Stolen accounts of Uber and PayPal users are more in demand on the dark web forums

Stolen Uber and PayPal accounts are more coveted that credit cards on the Dark Web

It seems the cyber criminals are now a days preferring stolen Uber, PayPal and even Facebook accounts to the traditional favourite. Every stolen credit card, Uber, PayPal, Medical Insurance and other such personally identifiable information (PII) finds its way to the Dark Web marketplace. And according to Trend Micro, the latest trends suggest that credit cards, which were the old favourite, are losing ground to stolen Uber and PayPal accounts as the new favourites among the buyers and sellers on the underground marketplace, or “the Dark Web.”

According a recent report published on CNBC, stolen Uber account information could be found on underground marketplaces for an average of $3.78 per account, while personally identifiable information, such as Social Security Numbers or dates of birth, ranged from $1 to $3.30 on average – down from $4 per record in 2014.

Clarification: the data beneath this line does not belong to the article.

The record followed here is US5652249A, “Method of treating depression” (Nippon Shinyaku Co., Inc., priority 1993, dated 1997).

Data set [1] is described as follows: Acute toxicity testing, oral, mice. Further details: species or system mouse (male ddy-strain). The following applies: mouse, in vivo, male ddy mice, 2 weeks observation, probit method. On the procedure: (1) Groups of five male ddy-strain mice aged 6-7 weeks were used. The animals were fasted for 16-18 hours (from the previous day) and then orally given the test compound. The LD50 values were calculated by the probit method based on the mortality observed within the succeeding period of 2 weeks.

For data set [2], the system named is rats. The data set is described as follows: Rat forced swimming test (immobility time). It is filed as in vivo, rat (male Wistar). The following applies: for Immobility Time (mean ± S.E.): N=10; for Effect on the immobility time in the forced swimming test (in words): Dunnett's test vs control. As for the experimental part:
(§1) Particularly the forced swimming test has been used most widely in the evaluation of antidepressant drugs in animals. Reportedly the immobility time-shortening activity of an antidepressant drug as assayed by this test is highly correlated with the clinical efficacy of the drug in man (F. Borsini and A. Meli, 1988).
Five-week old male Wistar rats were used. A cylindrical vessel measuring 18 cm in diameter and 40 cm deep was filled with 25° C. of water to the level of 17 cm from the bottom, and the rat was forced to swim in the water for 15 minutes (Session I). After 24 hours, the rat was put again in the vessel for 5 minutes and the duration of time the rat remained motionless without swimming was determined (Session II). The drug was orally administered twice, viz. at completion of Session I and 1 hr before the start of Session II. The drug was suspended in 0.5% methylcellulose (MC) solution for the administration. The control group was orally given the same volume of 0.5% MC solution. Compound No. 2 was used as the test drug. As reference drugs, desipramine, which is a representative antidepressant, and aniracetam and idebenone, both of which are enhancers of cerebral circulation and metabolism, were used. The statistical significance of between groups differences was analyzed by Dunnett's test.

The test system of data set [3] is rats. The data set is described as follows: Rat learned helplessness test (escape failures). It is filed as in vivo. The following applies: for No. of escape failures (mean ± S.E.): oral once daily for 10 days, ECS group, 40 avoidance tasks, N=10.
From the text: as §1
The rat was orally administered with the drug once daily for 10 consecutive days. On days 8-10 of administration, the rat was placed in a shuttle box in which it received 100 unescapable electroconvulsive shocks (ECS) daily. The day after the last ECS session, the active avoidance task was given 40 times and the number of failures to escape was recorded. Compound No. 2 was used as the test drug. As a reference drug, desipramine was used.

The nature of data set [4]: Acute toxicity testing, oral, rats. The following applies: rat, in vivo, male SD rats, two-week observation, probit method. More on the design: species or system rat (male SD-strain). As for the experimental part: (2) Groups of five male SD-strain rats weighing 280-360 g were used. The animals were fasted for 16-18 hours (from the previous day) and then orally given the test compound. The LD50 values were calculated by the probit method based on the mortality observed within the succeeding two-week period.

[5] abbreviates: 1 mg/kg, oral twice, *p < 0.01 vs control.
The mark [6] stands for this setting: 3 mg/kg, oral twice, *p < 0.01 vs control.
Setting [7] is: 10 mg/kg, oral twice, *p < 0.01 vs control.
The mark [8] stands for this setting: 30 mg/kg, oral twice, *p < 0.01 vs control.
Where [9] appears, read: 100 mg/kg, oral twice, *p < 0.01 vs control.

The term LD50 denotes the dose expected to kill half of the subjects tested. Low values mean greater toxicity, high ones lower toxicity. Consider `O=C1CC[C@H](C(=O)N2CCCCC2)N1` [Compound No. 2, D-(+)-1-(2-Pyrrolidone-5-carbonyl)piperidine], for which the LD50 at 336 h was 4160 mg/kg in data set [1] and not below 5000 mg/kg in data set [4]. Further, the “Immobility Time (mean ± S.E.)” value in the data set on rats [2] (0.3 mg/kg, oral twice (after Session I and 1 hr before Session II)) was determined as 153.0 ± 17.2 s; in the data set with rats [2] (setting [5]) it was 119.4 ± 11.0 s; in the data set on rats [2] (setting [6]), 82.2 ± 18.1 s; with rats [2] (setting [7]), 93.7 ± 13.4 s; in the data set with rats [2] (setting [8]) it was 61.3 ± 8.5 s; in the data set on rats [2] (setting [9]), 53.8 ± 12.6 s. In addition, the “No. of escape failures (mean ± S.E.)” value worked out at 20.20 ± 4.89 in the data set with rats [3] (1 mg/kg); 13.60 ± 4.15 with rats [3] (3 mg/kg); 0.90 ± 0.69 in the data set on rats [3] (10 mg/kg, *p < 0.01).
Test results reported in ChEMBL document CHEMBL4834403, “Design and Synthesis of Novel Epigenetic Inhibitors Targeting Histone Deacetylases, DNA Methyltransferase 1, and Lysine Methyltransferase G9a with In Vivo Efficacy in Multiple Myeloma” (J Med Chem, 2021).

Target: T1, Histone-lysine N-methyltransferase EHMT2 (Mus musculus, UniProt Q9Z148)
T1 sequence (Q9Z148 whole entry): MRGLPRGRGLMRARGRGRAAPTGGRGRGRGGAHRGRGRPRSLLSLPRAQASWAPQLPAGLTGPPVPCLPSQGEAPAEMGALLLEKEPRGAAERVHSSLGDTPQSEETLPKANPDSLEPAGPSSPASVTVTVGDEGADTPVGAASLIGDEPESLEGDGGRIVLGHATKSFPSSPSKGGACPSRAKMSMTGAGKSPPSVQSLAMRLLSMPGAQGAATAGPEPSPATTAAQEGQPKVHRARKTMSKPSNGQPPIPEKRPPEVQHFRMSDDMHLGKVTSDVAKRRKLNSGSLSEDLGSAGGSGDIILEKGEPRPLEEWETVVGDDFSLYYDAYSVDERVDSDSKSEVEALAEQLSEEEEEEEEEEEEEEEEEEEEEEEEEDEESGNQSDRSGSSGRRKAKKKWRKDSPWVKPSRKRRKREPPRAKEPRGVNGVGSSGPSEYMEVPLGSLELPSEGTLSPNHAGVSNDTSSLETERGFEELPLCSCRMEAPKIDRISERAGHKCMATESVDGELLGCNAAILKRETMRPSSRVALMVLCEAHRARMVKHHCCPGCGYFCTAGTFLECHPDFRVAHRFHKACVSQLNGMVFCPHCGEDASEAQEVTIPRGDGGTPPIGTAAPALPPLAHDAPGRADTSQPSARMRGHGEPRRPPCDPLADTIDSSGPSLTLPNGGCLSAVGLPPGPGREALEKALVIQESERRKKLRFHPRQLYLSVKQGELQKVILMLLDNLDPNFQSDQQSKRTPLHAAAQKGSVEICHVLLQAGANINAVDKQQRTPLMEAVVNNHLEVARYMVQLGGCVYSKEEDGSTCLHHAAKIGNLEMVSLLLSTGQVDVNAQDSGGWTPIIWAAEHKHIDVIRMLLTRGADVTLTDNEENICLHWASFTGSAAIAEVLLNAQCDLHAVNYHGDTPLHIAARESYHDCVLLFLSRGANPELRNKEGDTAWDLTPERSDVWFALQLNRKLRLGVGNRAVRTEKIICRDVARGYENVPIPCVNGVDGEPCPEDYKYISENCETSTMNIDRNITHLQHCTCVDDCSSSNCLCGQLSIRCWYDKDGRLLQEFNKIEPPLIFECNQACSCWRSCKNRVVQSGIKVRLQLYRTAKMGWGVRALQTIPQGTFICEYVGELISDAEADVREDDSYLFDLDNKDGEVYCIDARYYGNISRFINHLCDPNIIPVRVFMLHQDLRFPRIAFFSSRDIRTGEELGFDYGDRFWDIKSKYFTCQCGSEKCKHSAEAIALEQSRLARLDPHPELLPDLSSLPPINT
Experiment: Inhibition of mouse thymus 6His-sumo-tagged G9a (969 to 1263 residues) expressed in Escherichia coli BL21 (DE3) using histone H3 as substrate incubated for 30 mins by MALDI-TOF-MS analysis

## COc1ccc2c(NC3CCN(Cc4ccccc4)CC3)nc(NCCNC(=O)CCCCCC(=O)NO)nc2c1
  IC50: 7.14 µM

Furthermore, PayPal accounts – with a guaranteed balance of $500 –were found to have an average selling price of $6.43. Facebook logins sold for an average of $3.02, while Netflix credentials sold for about 76 cents.

The old favourite among cyber criminals, U.S.-issued credit card information, which is sold in bundles, was listed for no more than 22 cents each.

“It’s an incredible underground ecosystem. There is a high level of competition for these criminal buyers and there are a lot of different types of forums. It’s incredibly diverse, but incredibly mature,” said Ed Cabrera, Trend Micro’s vice president of cybersecurity strategy.

Experts say the stolen Uber accounts are current favourite among cybercriminals because they are often used stolen Uber credentials to book “ghost rides,” in which they create a fake driver account and charge nonexistent rides to stolen accounts.

“They are doing their own market research or where they can find the data that’s most valuable in the criminal underground and they develop their attacks accordingly,” said Cabrera.

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